Iraq faces a large-scale humanitarian crisis. Alarming development gaps and security risks affect 5 million people, of which nearly 2.5 million have fled their homes in the central and northern regions, in addition to 245,000 Syrians seeking refuge in Kurdistan.
Between December 2013 and end 2014, nearly 2.5 million of internally displaced persons (IDPs) have fled their homes in central and northern Iraq, seeking security in Kurdistan, and other governorates such as Karbala, Diyala, Najaf and Basra.
The Kurdistan Region of Iraq itself hosts 970,000 IDPs and 245,000 Syrian refugees (as of March 2015).
Waves of instability and violence have directly affected more than 5 million people in Iraq. This number may increase even further as counter-insurgency efforts continue.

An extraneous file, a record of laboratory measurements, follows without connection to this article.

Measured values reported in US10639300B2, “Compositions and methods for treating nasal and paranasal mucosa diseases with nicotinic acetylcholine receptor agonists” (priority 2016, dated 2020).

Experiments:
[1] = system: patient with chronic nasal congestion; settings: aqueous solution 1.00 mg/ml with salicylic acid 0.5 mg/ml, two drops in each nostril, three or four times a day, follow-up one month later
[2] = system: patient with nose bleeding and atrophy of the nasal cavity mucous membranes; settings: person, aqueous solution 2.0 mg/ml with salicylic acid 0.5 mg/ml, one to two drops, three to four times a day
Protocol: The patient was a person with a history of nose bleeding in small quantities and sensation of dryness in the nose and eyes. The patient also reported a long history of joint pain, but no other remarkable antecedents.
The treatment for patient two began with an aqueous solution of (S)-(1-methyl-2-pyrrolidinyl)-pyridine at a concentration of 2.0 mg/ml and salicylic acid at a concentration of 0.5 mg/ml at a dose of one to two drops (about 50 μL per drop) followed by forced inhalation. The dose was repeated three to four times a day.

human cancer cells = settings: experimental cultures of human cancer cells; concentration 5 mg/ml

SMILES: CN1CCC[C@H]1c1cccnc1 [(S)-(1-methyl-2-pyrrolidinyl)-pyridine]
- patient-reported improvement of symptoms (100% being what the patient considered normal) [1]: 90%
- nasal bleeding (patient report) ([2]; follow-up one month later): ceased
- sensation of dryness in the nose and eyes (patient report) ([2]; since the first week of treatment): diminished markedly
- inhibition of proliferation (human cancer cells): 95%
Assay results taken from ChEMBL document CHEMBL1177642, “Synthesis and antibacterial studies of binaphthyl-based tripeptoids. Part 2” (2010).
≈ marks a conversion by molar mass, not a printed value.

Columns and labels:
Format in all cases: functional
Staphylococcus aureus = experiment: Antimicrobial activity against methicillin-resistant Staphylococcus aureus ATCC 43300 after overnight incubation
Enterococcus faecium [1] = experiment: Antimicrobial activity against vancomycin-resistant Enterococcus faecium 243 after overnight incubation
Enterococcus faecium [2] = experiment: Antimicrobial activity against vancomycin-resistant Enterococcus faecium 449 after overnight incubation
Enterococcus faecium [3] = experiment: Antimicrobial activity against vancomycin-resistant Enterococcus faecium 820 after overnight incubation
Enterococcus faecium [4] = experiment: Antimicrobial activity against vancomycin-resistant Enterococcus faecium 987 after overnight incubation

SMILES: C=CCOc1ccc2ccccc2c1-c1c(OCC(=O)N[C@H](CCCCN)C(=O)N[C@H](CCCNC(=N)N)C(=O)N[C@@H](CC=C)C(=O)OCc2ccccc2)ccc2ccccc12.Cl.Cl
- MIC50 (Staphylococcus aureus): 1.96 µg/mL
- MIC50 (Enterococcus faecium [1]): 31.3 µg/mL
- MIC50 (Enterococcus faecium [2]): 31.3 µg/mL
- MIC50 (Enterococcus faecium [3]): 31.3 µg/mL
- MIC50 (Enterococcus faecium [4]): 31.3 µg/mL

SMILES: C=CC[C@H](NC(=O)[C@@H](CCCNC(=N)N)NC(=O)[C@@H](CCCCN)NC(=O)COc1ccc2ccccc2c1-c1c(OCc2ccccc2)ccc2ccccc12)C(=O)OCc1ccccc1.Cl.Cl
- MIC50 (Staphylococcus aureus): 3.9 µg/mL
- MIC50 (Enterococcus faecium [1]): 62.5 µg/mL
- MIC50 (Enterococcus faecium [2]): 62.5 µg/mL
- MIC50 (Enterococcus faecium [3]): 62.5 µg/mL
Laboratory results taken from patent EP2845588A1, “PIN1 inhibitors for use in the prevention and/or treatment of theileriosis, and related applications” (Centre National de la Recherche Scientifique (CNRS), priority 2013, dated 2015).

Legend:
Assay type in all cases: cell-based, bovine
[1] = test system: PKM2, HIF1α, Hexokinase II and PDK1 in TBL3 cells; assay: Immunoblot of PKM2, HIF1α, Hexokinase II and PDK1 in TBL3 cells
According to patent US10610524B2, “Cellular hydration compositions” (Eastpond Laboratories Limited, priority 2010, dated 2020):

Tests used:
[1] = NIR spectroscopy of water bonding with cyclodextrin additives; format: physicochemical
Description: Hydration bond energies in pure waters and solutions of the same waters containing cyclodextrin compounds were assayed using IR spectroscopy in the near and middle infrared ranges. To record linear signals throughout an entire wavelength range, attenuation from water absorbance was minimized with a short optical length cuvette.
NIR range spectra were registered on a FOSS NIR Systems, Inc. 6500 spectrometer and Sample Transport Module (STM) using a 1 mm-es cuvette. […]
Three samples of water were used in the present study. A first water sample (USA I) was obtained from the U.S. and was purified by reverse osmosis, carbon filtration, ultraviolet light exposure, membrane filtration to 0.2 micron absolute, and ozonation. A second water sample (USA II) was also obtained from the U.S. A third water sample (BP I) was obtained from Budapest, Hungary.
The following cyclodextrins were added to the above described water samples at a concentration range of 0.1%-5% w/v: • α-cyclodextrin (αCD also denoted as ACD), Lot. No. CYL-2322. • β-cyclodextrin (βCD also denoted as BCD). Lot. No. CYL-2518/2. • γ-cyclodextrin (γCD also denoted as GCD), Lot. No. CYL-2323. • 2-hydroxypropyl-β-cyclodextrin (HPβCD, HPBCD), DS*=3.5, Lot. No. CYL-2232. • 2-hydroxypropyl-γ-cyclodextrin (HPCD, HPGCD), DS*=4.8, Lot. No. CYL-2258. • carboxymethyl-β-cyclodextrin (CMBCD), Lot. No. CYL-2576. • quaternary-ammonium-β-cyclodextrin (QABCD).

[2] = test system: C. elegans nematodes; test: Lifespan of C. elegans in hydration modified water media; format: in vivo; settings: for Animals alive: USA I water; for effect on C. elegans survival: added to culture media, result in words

The impact of this unprecedented humanitarian crisis extends beyond populations to all institutions, systems and political processes.
With the UN Refugee Agency (UNHCR), UNDP is spearheading resilience approaches to help Syrian refugees and IDPs rebuild their livelihoods and become more self-reliant in the medium-term.
This incorporates the broader issue of social cohesion, which is at the heart of any form of stabilization, and sits at the centre of the United Nations strategic planning in Iraq.